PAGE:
Once the Allies liberate North Africa and assault the island of Sicily, Murphy becomes promoted to Corporal after taking the initiative against an enemy position. At first he is reluctant to take a promotion because instinctively, he always takes command. His commanding officer Captain Marks (Bruce Cowling) wants him to take a battlefield commission in order to become an officer. Murphy doesn’t want to take on the job because he would have to transfer out of the unit and he doesn’t want to abandon his friends.
The majority of the film takes place during the grueling months and countless battles on the Italian mainland from Naples to Rome in late 1943-44. The 3rd Division along with many other American and British units endured harsh weather conditions, geographical obstacles such as mountain ranges, rivers, and valleys. The German forces utilized as much terrain as possible including the Monte Casino Line which was a series of mountain fortifications in central Italy which the Germans formed to stop the Allied advance towards Rome.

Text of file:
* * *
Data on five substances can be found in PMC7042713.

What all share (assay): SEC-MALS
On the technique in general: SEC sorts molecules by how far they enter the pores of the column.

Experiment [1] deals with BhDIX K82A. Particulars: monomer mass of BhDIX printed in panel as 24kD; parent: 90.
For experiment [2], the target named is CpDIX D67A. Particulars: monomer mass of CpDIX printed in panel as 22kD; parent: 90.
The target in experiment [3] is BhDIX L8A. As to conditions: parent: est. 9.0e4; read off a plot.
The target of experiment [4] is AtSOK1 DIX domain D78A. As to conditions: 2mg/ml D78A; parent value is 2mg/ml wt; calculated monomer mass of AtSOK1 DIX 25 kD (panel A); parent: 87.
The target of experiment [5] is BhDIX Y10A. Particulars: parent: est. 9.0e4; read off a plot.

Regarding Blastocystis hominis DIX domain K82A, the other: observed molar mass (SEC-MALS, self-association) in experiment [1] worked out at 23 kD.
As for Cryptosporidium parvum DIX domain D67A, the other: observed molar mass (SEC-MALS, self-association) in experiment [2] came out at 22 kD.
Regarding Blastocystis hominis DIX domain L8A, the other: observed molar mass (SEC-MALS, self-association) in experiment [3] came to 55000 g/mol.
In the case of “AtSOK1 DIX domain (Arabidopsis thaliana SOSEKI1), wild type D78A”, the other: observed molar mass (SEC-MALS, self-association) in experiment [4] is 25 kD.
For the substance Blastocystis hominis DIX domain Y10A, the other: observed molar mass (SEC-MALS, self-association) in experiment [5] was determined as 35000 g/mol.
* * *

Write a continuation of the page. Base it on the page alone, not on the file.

The 3rd Division took part at the famous Anzio landings on the West coast of the Italian boot in order to bypass the Casino Line and establish a beach head two hours from Rome. The further they advanced, the stiffer the German opposition became for the men of the 3rd Division.
One scene in the film which is brilliantly executed is when Murphy’s squad encounters a farmhouse which they hope to capture as a forward observation post. They have tried to capture it several times and have been driven back by the Germans who also covet the strategic importance of the farmhouse. Murphy’s men assault the farmhouse and take heavy casualties. Every single officer who is brought in to replace the other who has been killed or wounded, gets hit once again. As always, Murphy takes command and leads his men in the assault to capture the farmhouse.